Medicines management is another factor. For years now it has been an open secret that doctors manage the demise of terminal patients through adjustment to medication levels to ease suffering and assist gentle death.

Nor is it a new practice – King George V’s doctors reportedly managed his death nearly 80 years ago so that it could be announced in the morning papers. But doctors managing life as it ebbs away is different from actively securing its end.

Nevertheless, the moral argument about the sanctity of natural life and that no-one has the right to interfere with it begs the question somewhat. While I have sympathy with that view in an absolutist sense – hence my vehement, unwavering opposition to capital punishment – I acknowledge that in many terminal cases, it is questionable (as a consequence of medication and other life support measures) whether a patient is actually living a natural life any more. Therefore, the morally absolutist argument may no longer be relevant in all cases.

And then there is the question of free will. I was always taught that the most precious gift we possess – which defined us as human beings – is free will, the right to be able to decide for ourselves.

Any debate about the end of life cannot overlook this fundamental point. What a patient “wants” should rank ahead of what “we can do” for the patient in such circumstances, provided the patient’s decision is rational and informed, which brings us back to the advanced care planning argument. In such instances, do the rest of us have the right to override a patient’s wishes?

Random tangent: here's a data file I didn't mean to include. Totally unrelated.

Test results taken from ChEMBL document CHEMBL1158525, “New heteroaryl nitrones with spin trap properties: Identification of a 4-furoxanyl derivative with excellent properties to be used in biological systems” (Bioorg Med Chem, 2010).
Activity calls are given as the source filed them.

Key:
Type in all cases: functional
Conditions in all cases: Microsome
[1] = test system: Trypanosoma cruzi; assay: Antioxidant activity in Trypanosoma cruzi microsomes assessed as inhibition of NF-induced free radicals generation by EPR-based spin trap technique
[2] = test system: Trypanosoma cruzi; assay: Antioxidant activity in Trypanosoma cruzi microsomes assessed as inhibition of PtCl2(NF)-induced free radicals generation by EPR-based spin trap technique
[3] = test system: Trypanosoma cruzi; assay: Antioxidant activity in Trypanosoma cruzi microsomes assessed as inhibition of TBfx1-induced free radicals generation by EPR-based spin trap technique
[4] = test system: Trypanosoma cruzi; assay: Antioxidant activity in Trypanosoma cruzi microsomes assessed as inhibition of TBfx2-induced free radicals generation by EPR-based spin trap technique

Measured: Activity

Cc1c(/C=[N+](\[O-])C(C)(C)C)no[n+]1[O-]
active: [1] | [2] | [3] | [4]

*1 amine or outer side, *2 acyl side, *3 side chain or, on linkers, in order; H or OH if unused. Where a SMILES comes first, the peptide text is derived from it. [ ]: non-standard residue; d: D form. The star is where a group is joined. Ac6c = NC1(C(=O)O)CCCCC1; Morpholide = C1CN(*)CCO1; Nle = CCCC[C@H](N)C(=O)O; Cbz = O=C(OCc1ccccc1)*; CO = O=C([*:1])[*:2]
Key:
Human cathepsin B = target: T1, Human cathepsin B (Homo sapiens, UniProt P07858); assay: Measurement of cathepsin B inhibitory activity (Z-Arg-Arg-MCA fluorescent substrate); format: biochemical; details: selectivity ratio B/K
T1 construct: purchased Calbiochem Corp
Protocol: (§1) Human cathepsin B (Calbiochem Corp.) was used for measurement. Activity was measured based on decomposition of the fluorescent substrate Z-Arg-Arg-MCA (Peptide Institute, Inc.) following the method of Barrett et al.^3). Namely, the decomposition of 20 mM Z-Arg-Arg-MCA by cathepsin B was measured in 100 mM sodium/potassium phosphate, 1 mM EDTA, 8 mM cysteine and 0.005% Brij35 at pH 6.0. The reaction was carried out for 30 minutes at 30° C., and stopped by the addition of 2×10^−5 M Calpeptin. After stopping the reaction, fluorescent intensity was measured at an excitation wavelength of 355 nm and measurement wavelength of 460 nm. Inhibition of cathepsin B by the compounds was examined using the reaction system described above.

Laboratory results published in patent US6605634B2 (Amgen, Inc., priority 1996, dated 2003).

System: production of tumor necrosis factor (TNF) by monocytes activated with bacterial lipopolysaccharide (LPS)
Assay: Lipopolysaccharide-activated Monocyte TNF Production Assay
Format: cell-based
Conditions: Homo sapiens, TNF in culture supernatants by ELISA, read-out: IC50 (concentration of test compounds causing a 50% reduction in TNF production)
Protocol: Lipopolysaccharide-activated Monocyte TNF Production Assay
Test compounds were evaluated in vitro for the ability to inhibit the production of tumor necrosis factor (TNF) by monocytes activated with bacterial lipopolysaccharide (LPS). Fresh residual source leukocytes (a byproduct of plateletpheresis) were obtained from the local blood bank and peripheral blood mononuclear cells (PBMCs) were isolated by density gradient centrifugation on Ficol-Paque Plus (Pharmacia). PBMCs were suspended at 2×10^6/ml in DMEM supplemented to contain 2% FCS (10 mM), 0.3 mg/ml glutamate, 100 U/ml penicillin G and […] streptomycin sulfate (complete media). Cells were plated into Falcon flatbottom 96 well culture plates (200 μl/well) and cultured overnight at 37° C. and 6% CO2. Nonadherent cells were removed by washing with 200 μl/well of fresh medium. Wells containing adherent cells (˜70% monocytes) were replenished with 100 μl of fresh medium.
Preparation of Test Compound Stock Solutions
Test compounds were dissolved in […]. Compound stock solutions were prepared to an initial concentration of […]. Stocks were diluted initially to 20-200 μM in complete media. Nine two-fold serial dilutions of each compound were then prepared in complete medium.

Providing a patient who requests it with the means to end life in such circumstances is arguably different from another person deliberately ending that life. The ultimate recognition of free will is, after all, respecting people’s exercise of it.

A public discussion about all these issues would be welcome and timely. Ideally, an independent expert panel should be established, with a wide-ranging brief to consider and advise upon all aspects of end-of-life care and how it should be managed. This inquiry should undertake widespread public consultation leading to the presentation of full and thorough recommendations to Parliament for action. For its part, Parliament needs to show its willingness to both lead and respond.

It’s good to see MPs contribute to thoughtful discussion, especially Ministers.

Binding referendum an awful option for euthanasia

Tracey Martin said on The Nation that she didn’t have a position of euthanasia and didn’t think Parliament should vote on it, and that it should go to a binding referendum.

I think euthanasia would be one of the worst things to be decided by a binding referendum.

This issue is complex and has very serious implications. It needs a very thorough investigation into all aspects of it and then MPs should do what they are elected to do, represent all of us responsibly.

It would be possible to get popular support for “euthanasia should be a personal choice in consultation with a person’s doctor” in a referendum, and it would be highly irresponsible of Parliament to allow something like that.

Referendums are fine for things like flags, but not for protecting a small vulnerable minority.

A binding referendum would be an awful option for euthanasia.

Martin is either severely misguided suggesting a public vote – or she is trying to avoid stating a position on euthanasia. Possinble both.